Note: This content is accessible to all versions of every browser. However, this browser does not seem to support current Web standards, preventing the display of our site's design details.


Equilibrium Asset Pricing with Non-Gaussian Factors and Exponential Utilities

We analyse the equilibrium asset pricing implications for an economy with single period return exposures to explicit non-Gaussian, skewed and potentially long-tailed systematic factors and Gaussian idiosyncratic components. Investors maximize expected exponential utility and equilibrium factor prices are shown to reflect exponentially tilted prices for non-Gaussian factor risk exposures. It is shown that these prices may be directly estimated from the univariate probability law of the factor exposure, given an estimate of average risk aversion in the economy. In addition a residual form of the capital asset pricing model continues to hold and prices the idiosyncratic or Gaussian risks. The theory is illustrated on data for the US economy using independent components analysis to identify the factors and the variance gamma model to describe the probability law of the non-Gaussian factors. It is shown that the residual CAPM accounts for no more than one percent of the pricing of risky assets, while the exponentially tilted systematic factor risk exposures account for the bulk of risky asset pricing.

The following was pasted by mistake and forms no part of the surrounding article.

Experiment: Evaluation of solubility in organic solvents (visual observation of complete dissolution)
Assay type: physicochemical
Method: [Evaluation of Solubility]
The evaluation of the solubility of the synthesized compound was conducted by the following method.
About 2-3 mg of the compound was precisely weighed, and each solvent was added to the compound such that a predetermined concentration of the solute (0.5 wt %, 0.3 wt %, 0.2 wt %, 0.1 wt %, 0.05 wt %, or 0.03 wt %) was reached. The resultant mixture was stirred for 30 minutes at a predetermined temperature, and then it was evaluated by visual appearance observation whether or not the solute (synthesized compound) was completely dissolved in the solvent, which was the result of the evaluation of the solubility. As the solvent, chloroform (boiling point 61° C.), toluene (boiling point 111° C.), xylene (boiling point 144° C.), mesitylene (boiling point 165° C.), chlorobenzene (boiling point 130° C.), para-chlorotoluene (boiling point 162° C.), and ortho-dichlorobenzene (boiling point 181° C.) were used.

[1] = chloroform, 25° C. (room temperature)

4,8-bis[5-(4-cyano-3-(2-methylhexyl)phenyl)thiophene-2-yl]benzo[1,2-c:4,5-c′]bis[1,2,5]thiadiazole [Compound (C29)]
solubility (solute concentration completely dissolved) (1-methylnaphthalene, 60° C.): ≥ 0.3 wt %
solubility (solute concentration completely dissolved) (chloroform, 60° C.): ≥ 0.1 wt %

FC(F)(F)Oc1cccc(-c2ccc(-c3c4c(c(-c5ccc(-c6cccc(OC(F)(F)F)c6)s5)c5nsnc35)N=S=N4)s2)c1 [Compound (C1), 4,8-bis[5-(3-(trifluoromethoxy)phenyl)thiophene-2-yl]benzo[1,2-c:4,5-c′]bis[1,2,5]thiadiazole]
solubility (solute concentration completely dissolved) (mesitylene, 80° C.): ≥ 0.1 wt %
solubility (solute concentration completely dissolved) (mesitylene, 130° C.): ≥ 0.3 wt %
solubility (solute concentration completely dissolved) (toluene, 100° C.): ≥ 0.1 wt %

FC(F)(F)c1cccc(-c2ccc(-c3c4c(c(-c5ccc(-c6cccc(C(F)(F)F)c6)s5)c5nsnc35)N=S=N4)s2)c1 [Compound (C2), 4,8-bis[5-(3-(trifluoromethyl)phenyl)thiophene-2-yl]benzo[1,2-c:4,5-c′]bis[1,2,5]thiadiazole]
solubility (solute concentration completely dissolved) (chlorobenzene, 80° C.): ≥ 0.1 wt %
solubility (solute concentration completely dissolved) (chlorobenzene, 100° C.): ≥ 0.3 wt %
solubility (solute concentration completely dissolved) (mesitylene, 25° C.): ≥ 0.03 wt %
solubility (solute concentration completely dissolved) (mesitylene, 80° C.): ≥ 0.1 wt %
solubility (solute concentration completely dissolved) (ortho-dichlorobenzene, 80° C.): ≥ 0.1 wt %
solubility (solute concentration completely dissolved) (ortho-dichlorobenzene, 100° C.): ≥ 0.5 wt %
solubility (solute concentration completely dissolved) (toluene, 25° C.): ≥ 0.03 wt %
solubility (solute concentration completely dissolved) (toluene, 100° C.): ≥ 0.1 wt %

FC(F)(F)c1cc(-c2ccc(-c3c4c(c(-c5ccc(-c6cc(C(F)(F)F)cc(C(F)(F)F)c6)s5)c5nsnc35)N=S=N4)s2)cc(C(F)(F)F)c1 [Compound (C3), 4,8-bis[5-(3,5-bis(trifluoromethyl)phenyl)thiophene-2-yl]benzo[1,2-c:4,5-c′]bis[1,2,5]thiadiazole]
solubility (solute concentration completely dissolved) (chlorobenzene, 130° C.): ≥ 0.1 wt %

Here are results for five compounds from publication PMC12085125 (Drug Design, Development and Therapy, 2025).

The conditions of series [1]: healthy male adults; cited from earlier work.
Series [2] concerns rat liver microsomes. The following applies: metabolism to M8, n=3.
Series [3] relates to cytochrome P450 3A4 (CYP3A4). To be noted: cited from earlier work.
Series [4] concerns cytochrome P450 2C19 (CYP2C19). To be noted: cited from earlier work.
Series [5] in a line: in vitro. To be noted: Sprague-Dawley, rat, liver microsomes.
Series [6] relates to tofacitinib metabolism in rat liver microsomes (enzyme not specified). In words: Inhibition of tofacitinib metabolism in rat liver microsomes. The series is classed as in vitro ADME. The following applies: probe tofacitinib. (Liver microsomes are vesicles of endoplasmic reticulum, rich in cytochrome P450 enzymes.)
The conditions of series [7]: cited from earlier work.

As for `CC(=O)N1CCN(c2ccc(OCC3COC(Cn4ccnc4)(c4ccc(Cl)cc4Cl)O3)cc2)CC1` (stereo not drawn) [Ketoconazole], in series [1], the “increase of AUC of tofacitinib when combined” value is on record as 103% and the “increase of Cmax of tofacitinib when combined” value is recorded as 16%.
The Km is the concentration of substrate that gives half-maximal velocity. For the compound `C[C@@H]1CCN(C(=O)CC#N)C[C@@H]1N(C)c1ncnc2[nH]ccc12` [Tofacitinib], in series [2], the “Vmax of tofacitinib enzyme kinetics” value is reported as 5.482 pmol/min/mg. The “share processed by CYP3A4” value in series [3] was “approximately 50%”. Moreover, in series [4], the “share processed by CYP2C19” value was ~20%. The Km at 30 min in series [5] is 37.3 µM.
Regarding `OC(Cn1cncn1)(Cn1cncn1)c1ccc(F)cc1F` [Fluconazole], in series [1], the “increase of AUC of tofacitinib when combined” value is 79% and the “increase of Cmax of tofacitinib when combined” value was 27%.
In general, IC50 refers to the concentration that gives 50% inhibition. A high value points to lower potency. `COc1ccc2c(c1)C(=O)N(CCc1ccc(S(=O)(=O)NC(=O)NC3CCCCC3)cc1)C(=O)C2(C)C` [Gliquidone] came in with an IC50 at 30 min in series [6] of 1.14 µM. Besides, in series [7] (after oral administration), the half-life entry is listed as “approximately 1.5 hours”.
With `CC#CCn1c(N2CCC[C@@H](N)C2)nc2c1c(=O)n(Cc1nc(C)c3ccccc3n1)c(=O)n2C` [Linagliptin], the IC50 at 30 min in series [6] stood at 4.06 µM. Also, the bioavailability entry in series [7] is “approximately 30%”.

Type of Seminar:
Public Seminar
Prof. Dilip Madan
Robert H. Smith School of Business
Apr 07, 2006   10:30

ETH Zurich, Main Building, Room HG F 26.1
Contact Person:

Simon Keel
No downloadable files available.
Biographical Sketch:
Dilip Madan is Ph.D. in Economics, University of Maryland and Ph.D. in Mathematics, University of Maryland. Dilip Madan is Professor of Finance at the Robert H. Smith School of Business. He specializes in Mathematical Finance. He also serves as a consultant to Morgan Stanley, Caspian Capital LLC, and the FDIC. He is a founding member and immediate Past President of the Bachelier Finance Society, Co-Editor of Mathematical Finance and Associate Editor for the Journal of Credit Risk and Quantitative Finance. His work is dedicated to improving the quality of financial valuation models, enhancing the performance of investment strategies, and advancing the understanding and operation of efficient risk allocation in modern economies. Recent major contributions have appeared in Mathematical Finance, Finance and Stochastics, Quantitative Finance, The Journal of Computational Finance, among other Journals.